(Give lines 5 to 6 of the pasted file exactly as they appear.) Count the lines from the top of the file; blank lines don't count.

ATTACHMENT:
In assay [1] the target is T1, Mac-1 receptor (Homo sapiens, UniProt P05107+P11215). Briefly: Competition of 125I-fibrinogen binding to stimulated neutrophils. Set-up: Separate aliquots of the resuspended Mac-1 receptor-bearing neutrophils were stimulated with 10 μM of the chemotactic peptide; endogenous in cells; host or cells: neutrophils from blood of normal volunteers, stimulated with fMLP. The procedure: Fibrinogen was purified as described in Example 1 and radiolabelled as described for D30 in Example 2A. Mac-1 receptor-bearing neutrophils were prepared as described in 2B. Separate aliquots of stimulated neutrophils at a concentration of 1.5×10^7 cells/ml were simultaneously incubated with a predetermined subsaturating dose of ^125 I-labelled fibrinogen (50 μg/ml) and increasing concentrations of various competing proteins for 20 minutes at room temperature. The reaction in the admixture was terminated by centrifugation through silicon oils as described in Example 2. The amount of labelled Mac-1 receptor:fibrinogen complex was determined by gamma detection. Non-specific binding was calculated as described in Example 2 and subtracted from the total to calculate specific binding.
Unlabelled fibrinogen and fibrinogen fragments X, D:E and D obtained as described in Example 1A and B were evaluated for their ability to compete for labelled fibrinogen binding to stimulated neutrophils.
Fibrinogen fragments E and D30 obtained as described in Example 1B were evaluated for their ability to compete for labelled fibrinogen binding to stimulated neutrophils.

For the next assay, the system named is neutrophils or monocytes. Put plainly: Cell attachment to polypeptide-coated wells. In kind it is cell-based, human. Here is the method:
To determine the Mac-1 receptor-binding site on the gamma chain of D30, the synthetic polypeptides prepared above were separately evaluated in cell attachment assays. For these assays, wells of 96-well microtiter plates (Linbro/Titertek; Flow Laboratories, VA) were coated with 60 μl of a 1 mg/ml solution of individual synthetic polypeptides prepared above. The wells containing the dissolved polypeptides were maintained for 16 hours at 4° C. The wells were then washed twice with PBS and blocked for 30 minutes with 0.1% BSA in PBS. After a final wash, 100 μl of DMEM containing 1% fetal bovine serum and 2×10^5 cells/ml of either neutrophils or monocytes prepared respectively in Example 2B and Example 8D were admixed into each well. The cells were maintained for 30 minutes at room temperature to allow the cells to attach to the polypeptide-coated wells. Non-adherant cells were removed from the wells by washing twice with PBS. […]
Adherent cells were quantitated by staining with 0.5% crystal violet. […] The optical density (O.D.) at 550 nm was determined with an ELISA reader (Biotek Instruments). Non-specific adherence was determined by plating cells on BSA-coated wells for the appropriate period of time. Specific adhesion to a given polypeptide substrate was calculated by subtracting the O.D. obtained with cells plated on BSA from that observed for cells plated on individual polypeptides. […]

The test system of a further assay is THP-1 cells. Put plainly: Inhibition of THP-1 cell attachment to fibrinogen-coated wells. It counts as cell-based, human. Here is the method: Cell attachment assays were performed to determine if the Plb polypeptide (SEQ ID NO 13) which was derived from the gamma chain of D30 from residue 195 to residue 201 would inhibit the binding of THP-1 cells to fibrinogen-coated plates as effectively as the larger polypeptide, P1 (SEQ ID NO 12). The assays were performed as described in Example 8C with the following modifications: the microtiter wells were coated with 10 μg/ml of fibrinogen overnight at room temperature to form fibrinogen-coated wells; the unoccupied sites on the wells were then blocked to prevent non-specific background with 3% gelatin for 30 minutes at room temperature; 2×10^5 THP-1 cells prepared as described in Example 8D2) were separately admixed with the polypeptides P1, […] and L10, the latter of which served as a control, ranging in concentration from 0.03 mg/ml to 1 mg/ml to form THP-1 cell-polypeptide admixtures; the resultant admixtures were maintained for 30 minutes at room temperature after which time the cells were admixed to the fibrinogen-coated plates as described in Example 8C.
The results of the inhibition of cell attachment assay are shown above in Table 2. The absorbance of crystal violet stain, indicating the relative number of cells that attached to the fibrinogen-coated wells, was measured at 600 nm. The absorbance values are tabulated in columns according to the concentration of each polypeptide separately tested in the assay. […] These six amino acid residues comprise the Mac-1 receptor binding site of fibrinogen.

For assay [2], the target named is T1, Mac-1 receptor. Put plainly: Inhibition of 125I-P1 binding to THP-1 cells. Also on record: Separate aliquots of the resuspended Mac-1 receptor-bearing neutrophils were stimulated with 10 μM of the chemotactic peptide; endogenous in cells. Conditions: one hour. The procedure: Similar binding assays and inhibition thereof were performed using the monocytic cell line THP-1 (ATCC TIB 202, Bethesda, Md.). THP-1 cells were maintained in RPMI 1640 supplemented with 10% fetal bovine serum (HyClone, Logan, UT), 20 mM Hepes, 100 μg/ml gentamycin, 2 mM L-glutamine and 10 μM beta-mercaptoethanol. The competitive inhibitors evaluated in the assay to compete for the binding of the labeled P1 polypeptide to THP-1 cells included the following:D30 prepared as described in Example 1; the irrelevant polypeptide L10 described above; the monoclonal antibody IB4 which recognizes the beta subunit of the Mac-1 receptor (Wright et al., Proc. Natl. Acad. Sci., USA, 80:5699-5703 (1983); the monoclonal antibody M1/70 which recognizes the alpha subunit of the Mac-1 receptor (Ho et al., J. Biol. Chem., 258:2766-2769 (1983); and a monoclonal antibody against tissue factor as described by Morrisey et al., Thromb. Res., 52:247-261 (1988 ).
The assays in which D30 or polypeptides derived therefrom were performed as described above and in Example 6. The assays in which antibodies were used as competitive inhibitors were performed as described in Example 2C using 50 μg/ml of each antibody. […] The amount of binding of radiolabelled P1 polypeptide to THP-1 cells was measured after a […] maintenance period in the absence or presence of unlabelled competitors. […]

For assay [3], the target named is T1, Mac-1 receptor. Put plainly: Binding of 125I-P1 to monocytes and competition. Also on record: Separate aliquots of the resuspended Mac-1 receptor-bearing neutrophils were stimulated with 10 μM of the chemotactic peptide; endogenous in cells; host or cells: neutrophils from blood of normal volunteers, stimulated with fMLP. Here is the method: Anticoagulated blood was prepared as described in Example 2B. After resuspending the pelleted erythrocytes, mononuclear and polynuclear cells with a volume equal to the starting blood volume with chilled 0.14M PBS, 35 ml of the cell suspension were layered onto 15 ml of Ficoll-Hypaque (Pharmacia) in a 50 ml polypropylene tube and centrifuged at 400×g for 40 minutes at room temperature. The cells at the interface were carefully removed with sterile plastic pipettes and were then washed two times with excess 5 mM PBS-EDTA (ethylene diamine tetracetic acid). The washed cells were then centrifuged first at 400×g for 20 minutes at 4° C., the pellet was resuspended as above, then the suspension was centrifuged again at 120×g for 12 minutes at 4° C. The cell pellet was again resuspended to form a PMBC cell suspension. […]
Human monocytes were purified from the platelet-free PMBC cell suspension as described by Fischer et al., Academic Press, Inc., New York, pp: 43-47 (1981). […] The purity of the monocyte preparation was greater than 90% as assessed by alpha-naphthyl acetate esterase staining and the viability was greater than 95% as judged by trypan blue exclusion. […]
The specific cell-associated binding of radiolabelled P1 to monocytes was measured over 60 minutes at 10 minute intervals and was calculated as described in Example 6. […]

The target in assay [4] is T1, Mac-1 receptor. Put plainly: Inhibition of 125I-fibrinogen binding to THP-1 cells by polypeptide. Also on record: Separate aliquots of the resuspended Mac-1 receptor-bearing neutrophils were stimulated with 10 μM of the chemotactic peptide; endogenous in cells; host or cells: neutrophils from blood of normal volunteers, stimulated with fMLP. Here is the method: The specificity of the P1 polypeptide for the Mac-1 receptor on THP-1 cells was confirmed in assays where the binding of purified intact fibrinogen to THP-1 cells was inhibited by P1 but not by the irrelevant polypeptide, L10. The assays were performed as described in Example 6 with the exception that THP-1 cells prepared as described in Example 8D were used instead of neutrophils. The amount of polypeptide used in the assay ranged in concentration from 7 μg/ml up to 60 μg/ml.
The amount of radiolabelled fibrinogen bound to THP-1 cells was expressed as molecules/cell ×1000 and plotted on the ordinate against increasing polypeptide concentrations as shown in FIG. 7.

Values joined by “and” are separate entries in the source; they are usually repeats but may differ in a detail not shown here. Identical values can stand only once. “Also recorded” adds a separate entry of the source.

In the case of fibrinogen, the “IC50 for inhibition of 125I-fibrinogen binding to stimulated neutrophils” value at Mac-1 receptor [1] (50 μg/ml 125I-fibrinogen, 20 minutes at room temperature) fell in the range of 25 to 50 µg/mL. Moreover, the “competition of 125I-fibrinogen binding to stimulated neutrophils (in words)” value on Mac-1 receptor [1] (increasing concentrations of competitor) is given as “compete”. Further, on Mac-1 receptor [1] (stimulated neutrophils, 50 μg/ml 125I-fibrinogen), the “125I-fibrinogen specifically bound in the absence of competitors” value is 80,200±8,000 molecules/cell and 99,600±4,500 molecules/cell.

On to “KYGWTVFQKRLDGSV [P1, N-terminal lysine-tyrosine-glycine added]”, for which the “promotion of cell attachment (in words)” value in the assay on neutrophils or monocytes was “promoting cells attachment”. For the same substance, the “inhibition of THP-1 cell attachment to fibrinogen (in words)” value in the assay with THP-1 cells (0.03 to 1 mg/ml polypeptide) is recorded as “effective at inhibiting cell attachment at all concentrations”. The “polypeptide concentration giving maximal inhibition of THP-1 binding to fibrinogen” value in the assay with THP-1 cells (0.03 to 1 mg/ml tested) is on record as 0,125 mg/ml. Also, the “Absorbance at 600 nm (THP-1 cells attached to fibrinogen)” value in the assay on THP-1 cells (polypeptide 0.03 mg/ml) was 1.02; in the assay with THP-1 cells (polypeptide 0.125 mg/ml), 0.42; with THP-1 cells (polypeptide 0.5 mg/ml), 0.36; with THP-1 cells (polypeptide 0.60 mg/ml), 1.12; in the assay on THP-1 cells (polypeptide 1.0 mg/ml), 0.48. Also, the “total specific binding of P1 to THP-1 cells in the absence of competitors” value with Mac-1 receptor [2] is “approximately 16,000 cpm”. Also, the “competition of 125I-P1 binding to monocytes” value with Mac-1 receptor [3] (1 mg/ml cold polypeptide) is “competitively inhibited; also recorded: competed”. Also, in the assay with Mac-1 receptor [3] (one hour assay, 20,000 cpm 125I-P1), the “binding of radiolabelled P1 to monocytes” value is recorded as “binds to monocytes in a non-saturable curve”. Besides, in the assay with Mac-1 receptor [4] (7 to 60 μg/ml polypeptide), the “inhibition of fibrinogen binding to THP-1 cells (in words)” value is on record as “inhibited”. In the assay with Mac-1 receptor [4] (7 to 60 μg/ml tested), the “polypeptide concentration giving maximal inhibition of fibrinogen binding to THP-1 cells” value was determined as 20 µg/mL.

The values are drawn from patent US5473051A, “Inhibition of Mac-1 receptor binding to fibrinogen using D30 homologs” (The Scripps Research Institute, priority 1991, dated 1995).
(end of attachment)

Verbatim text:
To determine the Mac-1 receptor-binding site on the gamma chain of D30, the synthetic polypeptides prepared above were separately evaluated in cell attachment assays. For these assays, wells of 96-well microtiter plates (Linbro/Titertek; Flow Laboratories, VA) were coated with 60 μl of a 1 mg/ml solution of individual synthetic polypeptides prepared above. The wells containing the dissolved polypeptides were maintained for 16 hours at 4° C. The wells were then washed twice with PBS and blocked for 30 minutes with 0.1% BSA in PBS. After a final wash, 100 μl of DMEM containing 1% fetal bovine serum and 2×10^5 cells/ml of either neutrophils or monocytes prepared respectively in Example 2B and Example 8D were admixed into each well. The cells were maintained for 30 minutes at room temperature to allow the cells to attach to the polypeptide-coated wells. Non-adherant cells were removed from the wells by washing twice with PBS. […]
Adherent cells were quantitated by staining with 0.5% crystal violet. […] The optical density (O.D.) at 550 nm was determined with an ELISA reader (Biotek Instruments). Non-specific adherence was determined by plating cells on BSA-coated wells for the appropriate period of time. Specific adhesion to a given polypeptide substrate was calculated by subtracting the O.D. obtained with cells plated on BSA from that observed for cells plated on individual polypeptides. […]